The Fed came very close to promising a rate cut Wednesday, and now markets are focused on a possible July rate cut.Market Insiderread more
Markets had expected the central bank to keep its benchmark interest rate steady while setting up a cut at the July meeting.The Fedread more
Powell said policymakers are concerned about some of the recent economic developments and see a growing case for easier policy.The Fedread more
Amazon and Blue Origin founder Jeff Bezos gave more insight into his space company's lunar plans on Wednesday.Technologyread more
As the presidents of U.S. and China near a highly anticipated meeting on trade, the gap in both sides' expectations regarding a deal remains wide.World Politicsread more
Delta warned travelers that a technical problem could delay flights on Wednesday.Airlinesread more
The Fed chief said that despite reports that Trump was looking to demote or fire him, he doesn't plan on leaving anytime soon.The Fedread more
If the Trump administration and Congress fail to reach a spending agreement, the White House will offer to keep the government funded at its current levels for a year, Mnuchin...Politicsread more
With bold and targeted steps, economists say, government can increase opportunity and incomes for many more people in ways that strengthen, not weaken, American capitalism.Politicsread more
Investors need to be cautious because the economy will get hurt the longer the trade war drags on, Jim Cramer says.Mad Money with Jim Cramerread more
Slack Technologies' reference price was set at $26 per share, the New York Stock Exchange announced Wednesday evening.Technologyread more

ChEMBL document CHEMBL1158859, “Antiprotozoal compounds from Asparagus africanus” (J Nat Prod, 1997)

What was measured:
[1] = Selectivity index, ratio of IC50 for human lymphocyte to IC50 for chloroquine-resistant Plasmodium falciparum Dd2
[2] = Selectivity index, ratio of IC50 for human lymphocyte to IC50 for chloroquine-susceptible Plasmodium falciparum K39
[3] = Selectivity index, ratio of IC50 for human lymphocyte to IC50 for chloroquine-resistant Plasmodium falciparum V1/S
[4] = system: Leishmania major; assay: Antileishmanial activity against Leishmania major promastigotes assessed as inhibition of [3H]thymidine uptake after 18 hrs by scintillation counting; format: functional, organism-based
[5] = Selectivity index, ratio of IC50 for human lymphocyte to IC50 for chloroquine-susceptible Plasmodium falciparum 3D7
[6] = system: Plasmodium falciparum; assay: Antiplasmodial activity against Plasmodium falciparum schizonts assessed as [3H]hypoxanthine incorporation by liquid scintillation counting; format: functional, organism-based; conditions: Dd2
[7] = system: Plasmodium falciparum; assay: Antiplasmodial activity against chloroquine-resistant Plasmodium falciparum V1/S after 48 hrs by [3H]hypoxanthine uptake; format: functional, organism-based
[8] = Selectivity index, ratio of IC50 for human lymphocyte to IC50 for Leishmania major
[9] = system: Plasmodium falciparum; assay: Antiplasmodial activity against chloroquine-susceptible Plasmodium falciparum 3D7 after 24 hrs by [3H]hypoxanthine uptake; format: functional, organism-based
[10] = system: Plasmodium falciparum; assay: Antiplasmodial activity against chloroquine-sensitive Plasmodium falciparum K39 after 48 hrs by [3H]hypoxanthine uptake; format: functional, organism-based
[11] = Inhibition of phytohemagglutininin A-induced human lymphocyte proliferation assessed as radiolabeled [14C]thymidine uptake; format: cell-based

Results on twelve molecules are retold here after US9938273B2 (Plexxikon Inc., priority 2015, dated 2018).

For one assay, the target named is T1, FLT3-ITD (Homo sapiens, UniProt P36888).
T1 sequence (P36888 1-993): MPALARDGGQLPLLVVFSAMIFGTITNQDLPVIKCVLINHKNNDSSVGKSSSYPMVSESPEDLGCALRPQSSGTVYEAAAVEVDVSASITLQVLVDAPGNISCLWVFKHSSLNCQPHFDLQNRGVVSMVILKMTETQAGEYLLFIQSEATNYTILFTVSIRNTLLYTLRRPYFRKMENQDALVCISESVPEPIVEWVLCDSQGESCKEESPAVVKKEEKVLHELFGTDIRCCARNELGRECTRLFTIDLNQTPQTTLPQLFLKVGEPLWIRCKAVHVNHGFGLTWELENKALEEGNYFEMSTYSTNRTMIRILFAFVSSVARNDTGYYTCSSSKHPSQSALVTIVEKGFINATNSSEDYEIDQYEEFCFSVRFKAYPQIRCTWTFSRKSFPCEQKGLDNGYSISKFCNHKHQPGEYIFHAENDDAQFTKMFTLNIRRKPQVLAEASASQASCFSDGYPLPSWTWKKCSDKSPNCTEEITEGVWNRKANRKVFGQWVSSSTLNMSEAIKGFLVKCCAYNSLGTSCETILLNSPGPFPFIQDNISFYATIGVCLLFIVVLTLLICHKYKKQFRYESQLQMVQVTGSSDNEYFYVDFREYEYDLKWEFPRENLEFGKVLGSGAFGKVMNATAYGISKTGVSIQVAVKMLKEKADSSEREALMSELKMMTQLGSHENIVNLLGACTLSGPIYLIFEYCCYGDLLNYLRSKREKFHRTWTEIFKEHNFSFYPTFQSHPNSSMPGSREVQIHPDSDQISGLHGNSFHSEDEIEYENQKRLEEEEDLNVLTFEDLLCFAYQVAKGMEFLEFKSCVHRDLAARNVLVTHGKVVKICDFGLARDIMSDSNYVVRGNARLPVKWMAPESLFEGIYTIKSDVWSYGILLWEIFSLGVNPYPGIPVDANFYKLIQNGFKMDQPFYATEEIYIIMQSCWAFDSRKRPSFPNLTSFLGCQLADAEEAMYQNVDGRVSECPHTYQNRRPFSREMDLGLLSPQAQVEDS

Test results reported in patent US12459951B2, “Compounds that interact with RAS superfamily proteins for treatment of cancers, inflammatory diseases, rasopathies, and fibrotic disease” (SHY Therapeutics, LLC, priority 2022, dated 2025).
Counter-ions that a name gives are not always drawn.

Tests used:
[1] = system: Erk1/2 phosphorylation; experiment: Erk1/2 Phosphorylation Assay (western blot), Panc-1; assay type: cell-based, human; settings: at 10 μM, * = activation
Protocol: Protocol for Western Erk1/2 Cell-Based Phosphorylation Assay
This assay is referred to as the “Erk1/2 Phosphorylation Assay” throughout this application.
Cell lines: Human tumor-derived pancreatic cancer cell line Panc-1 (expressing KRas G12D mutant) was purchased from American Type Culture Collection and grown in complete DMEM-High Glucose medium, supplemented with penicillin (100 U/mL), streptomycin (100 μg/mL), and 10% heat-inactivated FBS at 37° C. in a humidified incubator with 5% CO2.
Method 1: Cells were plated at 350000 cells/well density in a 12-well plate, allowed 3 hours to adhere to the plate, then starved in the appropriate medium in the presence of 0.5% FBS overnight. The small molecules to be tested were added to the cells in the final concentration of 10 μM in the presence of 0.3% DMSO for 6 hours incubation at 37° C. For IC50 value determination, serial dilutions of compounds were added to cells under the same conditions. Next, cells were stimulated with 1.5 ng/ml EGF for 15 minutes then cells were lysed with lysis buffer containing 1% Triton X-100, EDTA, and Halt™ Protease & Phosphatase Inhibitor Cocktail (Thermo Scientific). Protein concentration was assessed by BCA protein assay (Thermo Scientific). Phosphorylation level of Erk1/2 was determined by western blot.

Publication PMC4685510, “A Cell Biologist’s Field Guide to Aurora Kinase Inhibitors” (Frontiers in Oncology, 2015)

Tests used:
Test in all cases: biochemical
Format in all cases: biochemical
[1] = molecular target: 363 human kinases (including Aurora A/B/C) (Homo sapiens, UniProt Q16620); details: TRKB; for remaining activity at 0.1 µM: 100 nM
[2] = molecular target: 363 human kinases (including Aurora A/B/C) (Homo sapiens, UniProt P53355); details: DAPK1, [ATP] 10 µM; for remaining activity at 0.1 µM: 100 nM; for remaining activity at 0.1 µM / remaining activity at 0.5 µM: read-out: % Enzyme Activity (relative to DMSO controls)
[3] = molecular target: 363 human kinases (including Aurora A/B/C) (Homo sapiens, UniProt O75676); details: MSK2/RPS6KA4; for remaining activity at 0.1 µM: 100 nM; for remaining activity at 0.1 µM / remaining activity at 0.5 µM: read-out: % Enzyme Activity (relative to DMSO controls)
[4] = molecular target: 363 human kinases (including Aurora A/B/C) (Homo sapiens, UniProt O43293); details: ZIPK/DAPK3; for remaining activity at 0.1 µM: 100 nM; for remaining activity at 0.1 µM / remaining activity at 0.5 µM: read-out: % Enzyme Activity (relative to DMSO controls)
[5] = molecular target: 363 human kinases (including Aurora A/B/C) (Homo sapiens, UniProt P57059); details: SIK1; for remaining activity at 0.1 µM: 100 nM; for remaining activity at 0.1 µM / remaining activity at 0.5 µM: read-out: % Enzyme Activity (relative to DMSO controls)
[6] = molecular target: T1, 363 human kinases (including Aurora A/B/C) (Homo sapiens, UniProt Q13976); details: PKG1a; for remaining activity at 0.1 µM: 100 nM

Starbucks may dominate the ready-to-drink coffee scene, but there's another restaurant hoping to caffeinate consumers on the go — and it's not another coffee chain.
McDonald's said Wednesday that it is partnering with Coca-Cola to launch a line of bottled McCafe Frappe beverages in the U.S. in 2018. Financial terms of the agreement were not disclosed.
This is the burger giant's first foray into the nearly $2 billion ready-to-drink coffee category, a move that Dunkin Donuts also made earlier this year. The space has predominately been ruled by the North American Coffee Partnership — a venture between Starbucks and PepsiCo.
The Starbucks-Pepsi partnership, which was founded in 1994, has allowed the two companies to gain a majority share in the market by volume and by dollars, according to Beverage Digest.
McDonald's already has whole bean, ground and single-serve coffee products available in retail stores, but this will be the company's first bottled product. The McCafe Frappe lineup will include caramel, vanilla and mocha flavors.
"This is just the start of our McCafé commitment," Chris Kempczinski, president of McDonald's USA, said in a statement Wednesday. "We understand how important the coffee culture is for consumers and we are committed to meeting that demand at the taste, convenience and value only McDonald's can offer."
Since jumping into the coffee fray, McDonald's has benefited from pricing its beverages far lower than its direct coffee competitors like Starbucks and Dunkin. The chain has doubled down on its value offerings, serving up $1 soft drinks and $2 McCafe beverages that include coffee, frappes and lattes.
The Golden Arches has already made a dent in the industry, stealing away sales from its competitors, especially in the afternoon.
The company did not specify what its new bottled beverages will cost at retail.